The winners and losers.
There are only a few of them whose names we see regularly in the business and financial media, though there are 182,578 of them in the US, and according to the Middle Market Power Index by Dun & Bradstreet and American Express, they’re the most vibrant and fastest growing segment of American business: middle market enterprises.
There has been considerable discussion about the German “Mittelstand,” the often closely-held middle-market companies, and how the German system supports them and helps them thrive, and how they’re the backbone of Germany’s vaunted industrial sector that drives its export-dependent economy. But little gets said about middle market companies in the US, and yet they are where the action is.
They’re defined as generating between $10 million and $1 billion in revenue. As of Q1, the average middle market firm in the US employed 288 workers and generated $50.8 million in revenues.
Together, they account for only 0.96% of all companies in Dun & Bradstreet’s commercial database of over 19 million active US businesses. But they generate $9.3 trillion in revenues in their increasingly global operations, and they employ 27% of all workers in the private sector.
Of the 19 million businesses in the database, 18.9 million, or 99%, are small enterprises with less than $10 million in annual revenues. On average, they have five employees and generate $295,270 in revenues.
And just 3,025, or 0.02% of all active US businesses, are large companies with $1 billion or more in revenues. The average large company employs 18,110 workers and generates $6.8 billion in revenues.
Small businesses have been decimated since 2011. The number of all commercially active companies has dropped by 17%, all of it on the backs of small businesses whose number dropped 18%. It has been tough out there for small businesses. Many of them didn’t make it. Others weren’t generating enough moolah. So the owners decided it wasn’t worth the trouble and shut them down or just stopped doing business and went on to do other things.
But other small companies became successful and grew their revenues past the $10-million mark and thus moved up into the category of middle market firms. And there were a lot of them: Since 2011, the number of middle market firms soared by 87%, even as the number of small companies had plunged 18%!
And some of them were so successful that their revenues exceeded the $1 billion mark. Thus they moved up into the category of large companies. With this influx, the number of large companies jumped 57% since 2011!
They’re playing “a foundational role in the economic vitality of the country,” the report explained. In other words, they’re a vibrant bunch, in a relentlessly tough economy.
They accounted for 52.9% of private-sector net job creation since 2011! By comparison, large firms created 35.7% of the net new jobs during that period. And small companies created only 11.4% of the jobs, though they make up 99% of all commercially active companies.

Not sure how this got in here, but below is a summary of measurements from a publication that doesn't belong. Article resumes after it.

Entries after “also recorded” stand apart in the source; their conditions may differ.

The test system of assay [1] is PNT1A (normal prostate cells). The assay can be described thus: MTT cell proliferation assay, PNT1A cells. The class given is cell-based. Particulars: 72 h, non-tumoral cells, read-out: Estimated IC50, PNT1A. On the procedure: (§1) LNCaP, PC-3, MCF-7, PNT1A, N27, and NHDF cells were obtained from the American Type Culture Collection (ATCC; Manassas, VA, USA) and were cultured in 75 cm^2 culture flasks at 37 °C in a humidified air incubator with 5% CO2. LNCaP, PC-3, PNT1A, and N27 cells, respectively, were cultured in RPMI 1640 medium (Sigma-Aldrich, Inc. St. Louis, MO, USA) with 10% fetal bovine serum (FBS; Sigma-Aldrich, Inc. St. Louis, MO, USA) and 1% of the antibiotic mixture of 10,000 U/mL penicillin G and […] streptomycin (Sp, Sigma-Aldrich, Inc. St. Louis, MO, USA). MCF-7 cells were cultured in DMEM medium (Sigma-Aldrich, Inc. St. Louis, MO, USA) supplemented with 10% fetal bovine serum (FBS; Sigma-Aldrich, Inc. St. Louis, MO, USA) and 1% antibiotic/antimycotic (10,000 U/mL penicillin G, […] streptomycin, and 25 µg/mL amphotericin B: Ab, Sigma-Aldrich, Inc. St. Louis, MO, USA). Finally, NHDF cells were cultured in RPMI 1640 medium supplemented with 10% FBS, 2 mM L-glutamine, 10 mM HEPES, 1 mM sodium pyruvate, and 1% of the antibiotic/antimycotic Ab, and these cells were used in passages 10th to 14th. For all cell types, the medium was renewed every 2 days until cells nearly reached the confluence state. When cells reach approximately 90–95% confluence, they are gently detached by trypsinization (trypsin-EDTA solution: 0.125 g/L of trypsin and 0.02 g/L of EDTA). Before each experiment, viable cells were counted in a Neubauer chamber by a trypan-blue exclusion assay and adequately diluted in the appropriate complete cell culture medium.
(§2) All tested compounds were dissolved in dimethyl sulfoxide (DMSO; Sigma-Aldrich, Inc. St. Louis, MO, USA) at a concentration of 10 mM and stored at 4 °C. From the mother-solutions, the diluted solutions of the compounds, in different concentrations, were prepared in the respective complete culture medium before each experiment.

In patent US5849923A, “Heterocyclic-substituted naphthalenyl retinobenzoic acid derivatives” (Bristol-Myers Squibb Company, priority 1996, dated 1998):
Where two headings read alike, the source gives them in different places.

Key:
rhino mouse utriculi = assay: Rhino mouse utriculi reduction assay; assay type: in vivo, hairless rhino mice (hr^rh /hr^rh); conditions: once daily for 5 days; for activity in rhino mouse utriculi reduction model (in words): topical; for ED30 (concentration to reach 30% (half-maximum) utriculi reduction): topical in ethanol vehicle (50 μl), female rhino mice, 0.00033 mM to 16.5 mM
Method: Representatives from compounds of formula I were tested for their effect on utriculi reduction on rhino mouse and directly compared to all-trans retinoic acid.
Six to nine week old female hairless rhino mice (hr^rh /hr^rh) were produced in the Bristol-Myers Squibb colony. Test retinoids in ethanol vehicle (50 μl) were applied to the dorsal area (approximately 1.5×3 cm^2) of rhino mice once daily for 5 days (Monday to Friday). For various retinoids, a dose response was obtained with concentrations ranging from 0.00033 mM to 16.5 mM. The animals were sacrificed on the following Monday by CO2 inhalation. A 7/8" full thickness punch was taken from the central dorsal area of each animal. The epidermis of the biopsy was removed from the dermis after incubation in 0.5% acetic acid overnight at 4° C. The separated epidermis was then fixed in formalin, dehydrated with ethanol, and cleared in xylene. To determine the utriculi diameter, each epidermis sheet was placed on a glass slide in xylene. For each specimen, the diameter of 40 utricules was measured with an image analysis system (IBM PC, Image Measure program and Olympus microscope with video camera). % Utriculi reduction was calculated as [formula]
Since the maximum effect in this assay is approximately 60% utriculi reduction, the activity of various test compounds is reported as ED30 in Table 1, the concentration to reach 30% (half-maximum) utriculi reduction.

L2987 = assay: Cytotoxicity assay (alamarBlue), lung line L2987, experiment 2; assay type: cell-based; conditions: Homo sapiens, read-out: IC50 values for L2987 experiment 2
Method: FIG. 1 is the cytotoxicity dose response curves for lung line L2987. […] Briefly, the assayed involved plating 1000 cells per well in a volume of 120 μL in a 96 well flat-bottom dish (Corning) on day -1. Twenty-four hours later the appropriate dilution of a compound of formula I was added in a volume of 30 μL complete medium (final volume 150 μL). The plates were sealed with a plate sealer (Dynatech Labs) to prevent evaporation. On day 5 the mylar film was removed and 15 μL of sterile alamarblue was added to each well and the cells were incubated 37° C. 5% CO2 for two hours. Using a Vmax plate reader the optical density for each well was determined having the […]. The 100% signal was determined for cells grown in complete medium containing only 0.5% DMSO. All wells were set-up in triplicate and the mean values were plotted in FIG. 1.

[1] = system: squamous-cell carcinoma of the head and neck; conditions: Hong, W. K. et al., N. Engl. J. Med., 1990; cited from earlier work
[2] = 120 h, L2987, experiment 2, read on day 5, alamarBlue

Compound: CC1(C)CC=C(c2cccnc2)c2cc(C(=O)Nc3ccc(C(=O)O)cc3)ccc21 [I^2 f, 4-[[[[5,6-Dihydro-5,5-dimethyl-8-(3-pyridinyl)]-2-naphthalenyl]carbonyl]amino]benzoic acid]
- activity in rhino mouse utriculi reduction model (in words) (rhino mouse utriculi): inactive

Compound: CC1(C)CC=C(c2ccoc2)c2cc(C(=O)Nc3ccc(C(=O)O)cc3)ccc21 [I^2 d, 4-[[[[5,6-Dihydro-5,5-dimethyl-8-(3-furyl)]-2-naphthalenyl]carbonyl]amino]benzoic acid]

The report summarizes it this way:
Thus, when assessing economic trends over the past five years, middle market firms are performing more strongly – in firm formation, employment, and revenue growth – than firms in any other business size class.
They’re particularly strong in the manufacturing sector: 18% of them are manufacturers, as compared to 3% of all companies. Nearly 60% of middle market companies are clustered in these five sectors:
- 18% in manufacturing (vs. 3% of all firms)
- 17% in wholesale trade (vs. 4% of all firms)
- 6% in educational services, such as private schools (vs. 1% of all firms)
- 12% in retail trade (vs. 11% of all firms)
- 6% in health services (vs. 6% of all firms)
Most if these companies have been around for a long time. Only 11% of middle market firms have been in business for 10 years or less, compared to 61% of all US firms! Which shows just how hard it is and how long it takes for a small company to make it to the next level.
Of all middle market companies…
- 11% have been in business for 10 years or less (vs 61% for all firms)
- 35% have been in business for 10-29 years (vs 28% of all firms)
- 26% have been in business for 30-49 years (vs 8% of all firms)
- 28% have been in business for 50+ years (vs 3% of all firms).
“All told, the mean number of years in business for middle market firms is 40 – more than three times the overall average of 13 years,” the report said.
Despite the successes, it’s tough out there for the average middle market company. They’re besieged from all sides, and growth is a slow, hard slog: In the five-plus years since 2011, the average middle market firm increased the number of its employees by 8.7% and its global revenues by just 6.9%, which is nothing more than the rate of consumer price inflation over the period. And that slow-growth average middle market firm defines the most successful segment of US enterprise! A fitting description of the troubled real economy in the US and globally.
So is the job market for professionals now unraveling? Read… LinkedIn Job Postings Plunge, “by far the Worst Month since January 2009”